Economic Growth in the Regions of Europe: Theory and by Sascha Sardadvar

By Sascha Sardadvar

Although curiosity in spatial development regressions has been growing to be in recent times, formal theoretical techniques that recognize the position of house in financial progress were sparse. particularly in a local context, the idea of self sustaining, non-interacting closed economies can result in misinterpretations. This publication fills the void through discussing neoclassical development conception in a spatial context, so one can learn progress either theoretically and empirically in a method of N nearby economies. a proper version is gifted that permits for interregional fastened capital relocations, that are in flip made up our minds by means of the economies’ relative destinations in house. it's proven how preliminary endowments with human capital play a decisive function in regards to the evolution of output, and the way either convergence and divergence techniques may perhaps take place. utilizing a spatial econometric version specification, the theoretical version is demonstrated empirically for 255 eu regions.

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Extra resources for Economic Growth in the Regions of Europe: Theory and Empirical Evidence from a Spatial Growth Model

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This non-rivalry of knowledge is further developed by Lucas (1988), who assumes that human capital releases spillovers whereby each producer in an economy benefits from the average level of human capital in the economy. Endogenous growth theory has spawned further noteworthy approaches, such as those by P. M. Romer (1990), Grossman and Helpman (1991), and Aghion and Howitt (1992), whose models focus mainly on the interdependence and feedback effects of various producers and sectors of the economy.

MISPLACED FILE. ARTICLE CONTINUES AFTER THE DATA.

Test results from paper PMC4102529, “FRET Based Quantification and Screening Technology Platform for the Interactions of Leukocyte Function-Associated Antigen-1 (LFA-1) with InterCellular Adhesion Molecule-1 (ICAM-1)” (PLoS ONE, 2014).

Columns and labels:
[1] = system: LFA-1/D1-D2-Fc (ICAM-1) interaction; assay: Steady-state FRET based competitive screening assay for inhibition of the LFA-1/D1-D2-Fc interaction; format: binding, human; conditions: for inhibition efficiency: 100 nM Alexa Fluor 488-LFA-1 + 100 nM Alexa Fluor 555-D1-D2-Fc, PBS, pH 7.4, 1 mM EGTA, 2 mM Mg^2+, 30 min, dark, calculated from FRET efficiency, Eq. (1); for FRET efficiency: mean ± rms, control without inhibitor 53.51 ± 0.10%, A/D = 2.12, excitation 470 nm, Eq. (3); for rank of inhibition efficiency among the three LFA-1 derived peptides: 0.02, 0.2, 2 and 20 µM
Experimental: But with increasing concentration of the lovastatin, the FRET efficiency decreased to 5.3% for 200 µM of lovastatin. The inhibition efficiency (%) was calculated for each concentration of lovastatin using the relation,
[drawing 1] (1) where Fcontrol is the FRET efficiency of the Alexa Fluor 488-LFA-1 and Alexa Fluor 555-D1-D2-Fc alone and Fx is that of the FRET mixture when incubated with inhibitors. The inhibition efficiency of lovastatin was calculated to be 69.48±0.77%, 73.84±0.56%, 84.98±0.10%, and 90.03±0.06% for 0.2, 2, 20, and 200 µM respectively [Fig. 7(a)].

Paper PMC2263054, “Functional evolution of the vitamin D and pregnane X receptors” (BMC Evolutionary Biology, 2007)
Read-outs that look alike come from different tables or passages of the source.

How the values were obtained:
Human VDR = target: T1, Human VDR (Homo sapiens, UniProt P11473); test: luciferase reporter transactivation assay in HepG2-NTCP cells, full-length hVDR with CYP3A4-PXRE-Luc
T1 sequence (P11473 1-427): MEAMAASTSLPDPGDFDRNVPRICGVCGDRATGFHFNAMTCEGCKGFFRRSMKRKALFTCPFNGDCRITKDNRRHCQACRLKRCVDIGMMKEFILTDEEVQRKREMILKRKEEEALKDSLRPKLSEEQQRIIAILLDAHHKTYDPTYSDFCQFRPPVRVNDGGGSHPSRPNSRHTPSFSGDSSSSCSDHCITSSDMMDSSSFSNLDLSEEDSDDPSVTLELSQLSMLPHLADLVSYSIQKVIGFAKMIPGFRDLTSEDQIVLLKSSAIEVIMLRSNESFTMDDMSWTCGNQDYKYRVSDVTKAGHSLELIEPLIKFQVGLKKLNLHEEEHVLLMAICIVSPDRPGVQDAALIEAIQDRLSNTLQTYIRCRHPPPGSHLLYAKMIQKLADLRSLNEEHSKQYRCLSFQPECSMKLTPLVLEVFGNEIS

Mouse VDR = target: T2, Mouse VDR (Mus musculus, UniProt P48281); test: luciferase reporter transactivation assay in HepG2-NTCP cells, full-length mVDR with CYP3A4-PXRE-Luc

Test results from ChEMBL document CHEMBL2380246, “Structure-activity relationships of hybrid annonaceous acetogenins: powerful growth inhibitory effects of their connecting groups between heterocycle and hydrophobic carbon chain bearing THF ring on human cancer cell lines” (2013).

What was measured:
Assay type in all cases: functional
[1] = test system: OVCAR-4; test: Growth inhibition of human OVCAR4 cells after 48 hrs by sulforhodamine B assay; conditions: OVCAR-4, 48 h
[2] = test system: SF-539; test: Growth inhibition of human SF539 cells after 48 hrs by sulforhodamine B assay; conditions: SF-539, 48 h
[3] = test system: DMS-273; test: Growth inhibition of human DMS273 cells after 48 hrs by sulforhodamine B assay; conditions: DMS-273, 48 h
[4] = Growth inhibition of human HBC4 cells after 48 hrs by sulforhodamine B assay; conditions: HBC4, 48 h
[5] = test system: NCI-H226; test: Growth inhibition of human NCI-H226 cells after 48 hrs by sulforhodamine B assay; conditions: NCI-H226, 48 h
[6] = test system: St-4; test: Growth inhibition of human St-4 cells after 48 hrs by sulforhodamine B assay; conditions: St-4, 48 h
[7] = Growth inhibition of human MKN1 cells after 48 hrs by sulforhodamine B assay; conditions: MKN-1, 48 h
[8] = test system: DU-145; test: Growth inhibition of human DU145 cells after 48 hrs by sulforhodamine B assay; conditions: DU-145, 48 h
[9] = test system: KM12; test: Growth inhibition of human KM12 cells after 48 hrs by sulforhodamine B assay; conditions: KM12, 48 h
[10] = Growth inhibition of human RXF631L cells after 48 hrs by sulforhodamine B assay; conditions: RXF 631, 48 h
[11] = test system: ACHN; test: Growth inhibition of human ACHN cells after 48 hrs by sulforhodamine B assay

13 Once the intersection point is reached, the economy stays there. 14 13 In analogy to Sect. 2, the possibility of initial values of either type of capital equalling zero is ignored. 14 A formal proof of the stability of the Mankiw-Romer-Weil model can be found in Gandolfo (1997). 4 Human Capital as an Additional Factor of Production hˆ 21 kˆ = 0 h=0 kˆ Fig. 4 The dynamic stability of the Mankiw-Romer-Weil model While the similarity of the Mankiw-Romer-Weil model’s qualitative conclusions to those of the Solow model follows from the model’s structure, the introduction of human capital has a considerable impact on quantitative analysis.

Arguably, the plausibility of a huge and ever-growing physical capital stock that continues to create itself via perpetual reaction-coupling effects is primarily a matter of taste; nevertheless this assumption implies that the entirety of N economies will grow infinitely faster as more physical capital is accumulated. Interestingly, this result reverses the classical view of the capital-output ratio; whether it is more realistic remains open to interpretation. Furthermore, we find that the mere existence of foreign physical capital stocks raises marginal products of labour and physical capital, thus increasing the equilibrium levels of wages and rates of return.

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